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132 ailments under Arogyasri to be treated only at govt hospitals

Posted by on July 16, 2011 0 Comment

Hyderabad: In a radical move, the state government has decided to reserve 132-odd routinely performed procedures under Arogyasri scheme for public sector hospitals and thus ensuring that the number of cases going to private hospitals drop significantly. To be implemented in a month or two, the landmark decision has come as a blow to the 340 Arogyasri empanelled hospitals in the state which will not be allowed to take up treatment of these 132 ailments. At least 50 of them are worried of an imminent closure. Most of these are B-grade 50-bedded hospitals that sprung up in the city over the last three years to live off the Arogyasri scheme.

With the government now battling to fund this health insurance scheme, hospital managements say they would be forced to shut down if the flow of Arogyasri funds stop, clearly indicating that they don’t really have patients other than Arogyasri cases. There are an estimated 50 such hospitals in the twin cities alone. Hospital administrators admit that a neat 40-80% of their business is Arogyasri funds-dependent. Most of the hospitals have come up on the city outskirts and some in the core city area over the last three years.

“This flagship scheme of the state government was launched to provide quality health care to the poor. After four years, they have now redesigned it in such a way that the original idea of the scheme has been totally diluted. These patients cannot get corporate care in government hospitals,” said a senior doctor heading an Arogyasri empanelled hospital in the city. He added that after encouraging the poor to go to corporate hospitals for four years and now forcing them back to government hospitals, the government is fooling them.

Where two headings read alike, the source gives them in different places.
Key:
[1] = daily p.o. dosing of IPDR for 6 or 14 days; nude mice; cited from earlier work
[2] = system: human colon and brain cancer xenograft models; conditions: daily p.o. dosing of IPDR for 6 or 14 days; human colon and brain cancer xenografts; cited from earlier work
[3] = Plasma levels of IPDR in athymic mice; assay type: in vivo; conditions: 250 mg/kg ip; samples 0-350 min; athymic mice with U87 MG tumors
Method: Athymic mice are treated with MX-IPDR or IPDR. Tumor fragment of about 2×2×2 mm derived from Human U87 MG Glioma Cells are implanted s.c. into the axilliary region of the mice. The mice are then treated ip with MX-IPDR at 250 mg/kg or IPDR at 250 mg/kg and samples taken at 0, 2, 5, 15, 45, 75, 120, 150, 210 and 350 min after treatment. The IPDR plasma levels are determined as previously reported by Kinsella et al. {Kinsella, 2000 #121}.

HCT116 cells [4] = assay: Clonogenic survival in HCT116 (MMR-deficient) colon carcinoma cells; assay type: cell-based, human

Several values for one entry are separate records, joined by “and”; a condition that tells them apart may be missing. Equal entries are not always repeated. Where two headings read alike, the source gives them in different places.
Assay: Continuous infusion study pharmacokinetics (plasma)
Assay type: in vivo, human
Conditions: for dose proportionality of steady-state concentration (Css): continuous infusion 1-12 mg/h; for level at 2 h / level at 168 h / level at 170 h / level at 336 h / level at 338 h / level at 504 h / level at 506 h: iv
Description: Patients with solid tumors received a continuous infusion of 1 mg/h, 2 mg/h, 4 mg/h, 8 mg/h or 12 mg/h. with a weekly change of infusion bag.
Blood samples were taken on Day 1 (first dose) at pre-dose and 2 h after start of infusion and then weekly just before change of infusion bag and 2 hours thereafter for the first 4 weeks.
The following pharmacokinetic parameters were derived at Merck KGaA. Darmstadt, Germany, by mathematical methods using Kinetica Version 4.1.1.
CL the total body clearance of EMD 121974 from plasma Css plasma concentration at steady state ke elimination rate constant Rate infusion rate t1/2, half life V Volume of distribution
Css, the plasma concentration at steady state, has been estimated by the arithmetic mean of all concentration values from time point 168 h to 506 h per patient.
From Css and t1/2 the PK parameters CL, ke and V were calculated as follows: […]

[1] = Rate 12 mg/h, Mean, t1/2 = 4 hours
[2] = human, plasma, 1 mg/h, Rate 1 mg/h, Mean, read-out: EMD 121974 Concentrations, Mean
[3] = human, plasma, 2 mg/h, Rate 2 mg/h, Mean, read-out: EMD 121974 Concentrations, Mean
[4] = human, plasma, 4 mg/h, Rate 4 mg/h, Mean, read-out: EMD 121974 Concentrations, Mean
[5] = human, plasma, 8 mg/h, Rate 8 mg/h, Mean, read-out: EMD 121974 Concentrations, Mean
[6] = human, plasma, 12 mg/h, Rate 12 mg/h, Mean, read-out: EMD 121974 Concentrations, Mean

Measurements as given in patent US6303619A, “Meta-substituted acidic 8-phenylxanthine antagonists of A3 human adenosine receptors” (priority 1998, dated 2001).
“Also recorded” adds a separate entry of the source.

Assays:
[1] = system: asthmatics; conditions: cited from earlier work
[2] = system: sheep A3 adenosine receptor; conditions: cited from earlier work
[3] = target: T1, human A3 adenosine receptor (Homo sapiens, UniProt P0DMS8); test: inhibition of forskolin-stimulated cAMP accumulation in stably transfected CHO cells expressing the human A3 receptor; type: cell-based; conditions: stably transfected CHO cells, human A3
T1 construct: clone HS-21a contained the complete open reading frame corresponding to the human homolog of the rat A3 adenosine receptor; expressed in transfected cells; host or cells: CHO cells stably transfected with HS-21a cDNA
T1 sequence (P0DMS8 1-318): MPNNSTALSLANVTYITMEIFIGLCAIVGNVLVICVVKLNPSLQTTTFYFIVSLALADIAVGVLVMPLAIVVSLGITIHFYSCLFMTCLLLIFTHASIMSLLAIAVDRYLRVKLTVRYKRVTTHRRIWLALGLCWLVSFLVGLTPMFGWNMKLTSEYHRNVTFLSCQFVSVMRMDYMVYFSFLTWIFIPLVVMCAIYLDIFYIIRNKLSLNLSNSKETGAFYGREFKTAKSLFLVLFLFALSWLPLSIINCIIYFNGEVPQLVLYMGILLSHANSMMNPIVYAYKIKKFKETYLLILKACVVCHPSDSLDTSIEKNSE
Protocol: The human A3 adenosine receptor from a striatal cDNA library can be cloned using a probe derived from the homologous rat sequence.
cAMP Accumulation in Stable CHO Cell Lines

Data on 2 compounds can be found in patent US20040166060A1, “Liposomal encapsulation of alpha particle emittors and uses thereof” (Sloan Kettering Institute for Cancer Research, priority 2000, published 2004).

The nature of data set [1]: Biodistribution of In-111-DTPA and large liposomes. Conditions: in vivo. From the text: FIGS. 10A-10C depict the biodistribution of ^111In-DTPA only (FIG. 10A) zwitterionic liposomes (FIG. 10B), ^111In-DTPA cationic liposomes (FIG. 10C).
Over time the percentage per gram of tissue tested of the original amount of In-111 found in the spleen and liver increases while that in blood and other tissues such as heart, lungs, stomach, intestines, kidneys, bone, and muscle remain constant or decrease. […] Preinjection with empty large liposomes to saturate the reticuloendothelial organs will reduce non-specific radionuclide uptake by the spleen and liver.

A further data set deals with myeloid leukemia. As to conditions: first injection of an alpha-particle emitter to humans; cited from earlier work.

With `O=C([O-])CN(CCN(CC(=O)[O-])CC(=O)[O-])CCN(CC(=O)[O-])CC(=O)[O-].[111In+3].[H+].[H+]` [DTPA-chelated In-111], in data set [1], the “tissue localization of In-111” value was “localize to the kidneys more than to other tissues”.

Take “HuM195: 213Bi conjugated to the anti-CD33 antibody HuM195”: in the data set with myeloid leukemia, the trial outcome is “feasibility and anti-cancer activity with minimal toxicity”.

Opposing this move, experts note that it’s the poor patients who will suffer ultimately. “There is a threat of a huge waiting list at government hospitals due to this as the bed strength in these hospitals is poor. So patients would have to go to private hospitals and shell out money despite being covered under the scheme,” said Dr B Bhaskar Rao, president, AP Speciality Hospitals Association. He added that if the government implements this measure, many smaller hospitals may have to close down.

However, Arogyasri Trust CEO N Srikant told TOI that the procedures that would be reserved for government hospitals were identified by a committee for better administration and strengthening of government hospitals. “These identified procedures are those where there is scope for misuse or moral hazard. If entrusted to government hospitals, the misuse will not occur,” said Srikant adding that procedures including hysterectomy and appendicitis would now be reserved for government hospitals. Senior doctors at government hospitals lauding the move said that this would increase the revenue of the state run facilities. Ever since the scheme was launched, a majority of the patients have been going to private hospitals. Public hospitals see a 10 % jump in their revenue with this move.

“Had the government spent the same money on government hospitals, the quality and benefits for patients would have been 10 times better,” said R S Saluja, president-elect, AP Nursing Homes Association.

Now, the AP Speciality Hospitals Association is representing the government to increase the package rates by 20-25 %. “These rates were fixed some four years back. Now due to inflation, change in salary structure, power bill and cost of disposables have all gone up,” said Dr Bhaskar Rao, president of the association. He added that Rs 1,000 crore is not a big amount for the government to spend on health when it is spending Rs 4,000 crore on education. TOI

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